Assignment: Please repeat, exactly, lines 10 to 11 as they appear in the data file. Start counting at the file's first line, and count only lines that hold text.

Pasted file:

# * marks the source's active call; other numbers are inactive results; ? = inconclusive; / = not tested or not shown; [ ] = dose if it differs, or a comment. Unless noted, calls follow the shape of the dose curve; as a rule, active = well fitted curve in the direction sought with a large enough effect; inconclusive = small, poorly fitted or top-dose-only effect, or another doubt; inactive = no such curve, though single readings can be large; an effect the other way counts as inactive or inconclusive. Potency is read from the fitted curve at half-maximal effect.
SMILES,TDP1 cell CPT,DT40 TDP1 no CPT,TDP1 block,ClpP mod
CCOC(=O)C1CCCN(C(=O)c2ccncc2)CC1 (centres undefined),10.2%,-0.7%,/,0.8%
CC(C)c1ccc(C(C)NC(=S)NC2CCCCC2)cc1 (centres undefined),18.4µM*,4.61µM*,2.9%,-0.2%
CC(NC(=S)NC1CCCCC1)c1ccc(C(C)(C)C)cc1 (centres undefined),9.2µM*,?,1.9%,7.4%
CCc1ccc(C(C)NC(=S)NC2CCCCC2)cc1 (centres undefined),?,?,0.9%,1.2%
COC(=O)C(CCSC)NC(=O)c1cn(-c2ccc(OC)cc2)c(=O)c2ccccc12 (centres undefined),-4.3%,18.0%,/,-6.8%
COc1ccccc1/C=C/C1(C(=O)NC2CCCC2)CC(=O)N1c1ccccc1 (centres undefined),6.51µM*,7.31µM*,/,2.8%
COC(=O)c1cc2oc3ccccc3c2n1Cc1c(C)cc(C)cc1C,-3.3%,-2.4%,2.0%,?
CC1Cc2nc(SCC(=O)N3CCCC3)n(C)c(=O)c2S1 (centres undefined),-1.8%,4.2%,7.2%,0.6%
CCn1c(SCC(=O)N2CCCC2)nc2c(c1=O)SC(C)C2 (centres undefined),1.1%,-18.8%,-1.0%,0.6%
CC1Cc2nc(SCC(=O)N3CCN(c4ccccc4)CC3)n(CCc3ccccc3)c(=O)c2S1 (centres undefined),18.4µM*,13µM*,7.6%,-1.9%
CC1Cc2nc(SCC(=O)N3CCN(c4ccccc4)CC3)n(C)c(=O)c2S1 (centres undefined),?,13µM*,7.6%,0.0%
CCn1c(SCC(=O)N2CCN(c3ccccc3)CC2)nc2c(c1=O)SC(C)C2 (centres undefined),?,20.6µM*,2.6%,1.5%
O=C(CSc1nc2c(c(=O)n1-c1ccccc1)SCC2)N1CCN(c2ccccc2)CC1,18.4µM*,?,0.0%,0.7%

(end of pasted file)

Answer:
CC1Cc2nc(SCC(=O)N3CCCC3)n(C)c(=O)c2S1 (centres undefined),-1.8%,4.2%,7.2%,0.6%
CCn1c(SCC(=O)N2CCCC2)nc2c(c1=O)SC(C)C2 (centres undefined),1.1%,-18.8%,-1.0%,0.6%